Kelly Madden, Director of the Boston Fellows and member of the Church of the Cross, is our guest blogger this week. Kelly has a Master of Divinity from Gordon-Conwell Theological Seminary and a PhD in Political Theory from the University of York, England. He is the husband of Heather, the father of two adult children, Alex and Kathryn, and an ordained Anglican clergyman. Kelly reflects on the experiences in his life during times of crisis – Read below to hear his wisdom and advice on how Christians can faithfully endure the current COVID-19 pandemic.
On July 16, 1990, I was sitting in an easy chair in the marble-lined lobby of an international hotel in Manila, Philippines, when someone behind me shook my chair. Turning around, I realized no one was there. The whole hotel was shaking. Out on the street I watched a large crack open up, bottom-to-top, 15 stories up the side of the building. The earthquake killed 1,600 people in the country. I was soon given responsibility for a global conference of 600 people, the reason we were there, and I was named to the leadership team for a summer-long series of events bringing together about 4,000 Cru staff members from around the globe. It was also an unusually strong season of typhoons. And before any of that, we were receiving death threats from a radical group, because of our evangelistic activities.
On March 25, 1991, I returned from a ministry trip to my home, then in Mali, West Africa. As my colleague drove me home from the airport, we saw burning cars and tires, and smoldering buildings, with debris from rioting scattered along the road. That night the military (justly) overthrew a tyrannical dictator. We could hear mobs tearing down the house of the Minister of Education, about 100 meters away, stripping even the copper wire from the walls. For a few weeks, the rule of law broke down. Some time in the next few days, on my 10-minute walk to work, I passed a body in the marketplace, killed during related rioting. My immediate supervisor was a prominent African pastor, soon named to a seven-member national transitional committee, responsible for ushering in a new form of government.
Several times in the late 1980’s, while I was responsible for a university ministry in Dakar, Senegal, students fought skirmishes with police, who used teargas, and eventually evacuated the campus by force, for several periods of several weeks each. Then from 1990 to 1994, I supervised university ministries in 15 countries, where national crises such as these were common.
All that was another season in my life. But I’ve been reflecting on the lessons learned then, for this new season. Maybe these observations are obvious. But maybe they can serve to “comfort those who are in any affliction, with the comfort with which we ourselves are comforted by God.” (2 Corinthians 1:4)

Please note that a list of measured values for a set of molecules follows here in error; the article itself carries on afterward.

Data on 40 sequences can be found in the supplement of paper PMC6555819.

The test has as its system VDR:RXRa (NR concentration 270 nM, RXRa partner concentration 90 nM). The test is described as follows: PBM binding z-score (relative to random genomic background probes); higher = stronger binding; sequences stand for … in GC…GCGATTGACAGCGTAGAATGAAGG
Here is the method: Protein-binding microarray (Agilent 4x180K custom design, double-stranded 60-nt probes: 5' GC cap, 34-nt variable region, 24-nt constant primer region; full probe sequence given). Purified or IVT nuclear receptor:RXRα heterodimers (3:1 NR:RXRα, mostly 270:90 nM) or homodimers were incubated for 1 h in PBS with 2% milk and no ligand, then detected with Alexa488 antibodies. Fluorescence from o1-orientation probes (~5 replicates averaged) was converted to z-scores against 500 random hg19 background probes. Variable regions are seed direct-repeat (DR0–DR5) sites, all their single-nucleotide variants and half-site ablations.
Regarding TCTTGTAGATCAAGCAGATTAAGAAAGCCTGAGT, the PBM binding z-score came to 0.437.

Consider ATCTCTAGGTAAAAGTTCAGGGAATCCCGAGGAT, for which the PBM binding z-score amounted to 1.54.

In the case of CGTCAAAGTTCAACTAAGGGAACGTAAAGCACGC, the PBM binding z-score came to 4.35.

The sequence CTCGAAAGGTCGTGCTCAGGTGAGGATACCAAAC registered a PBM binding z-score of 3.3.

- It’s a spiritual battle, too. Don’t be like me and wait until you see arrows sticking out of your body before you realize it. God is a God of order, Satan is a god of chaos. The devil’s biggest tool—maybe his only power, in the end—is deception. He is lying to you, constantly, about God’s goodness, God’s love for you, care for you, power to accomplish his purposes for you. Resist the enemy. As Jesus did, during his time in the wilderness, strike back at Satan with God’s Word: “It is written….” Proclaim it, out loud, in Jesus’ name, in bold denunciation of Satan’s lies.
- This too shall pass. All that we see is passing. We are mortal: Dust we are and to dust we shall return. God and his Word endures, our hope is in things we do not see. Beyond death is the Resurrection, death overcome by death. That is our end, our hope, our joy.
- For now, don’t plan too far out. I’m always tempted to come up with a big strategy. It’s good to think and dream. But in these times, take next steps, mostly, and be here, now. Life is what happens while you are waiting for life to happen.
- Be gentle with yourself. It’s stressful. Your productivity and capacity are greatly reduced. That’s just the way it is right now. Accept it.
- Give yourself godly structure, and stick to it. Establish order, under God, for your life: Daily time with the Lord, working hours, exercise, healthy eating, worthwhile leisure, plenty of rest and margins. But be flexible, too, when things change. When things change.
- Take care of each other. Despite the difficulties of connecting, this is an opportunity to grow in love, through shared challenges.
- Stay away from trouble. American friends and family, who knew about my circumstances in the periods described above, often expressed concern. I told them: I’m safer here than I would be in parts of your city. There is no safer place than in God’s will. Just stay away from obvious trouble.
- Keep your sense of humor. I have a life-long interest in the humor of the Bible. It’s there, if you have eyes to see it. To see the humor in our situation is to see our limitations, and weaknesses, and failures, but also to honor God’s grace, and the safety it gives us. Just don’t use humor to hurt others. Godly humor is another way to defy the devil’s lies.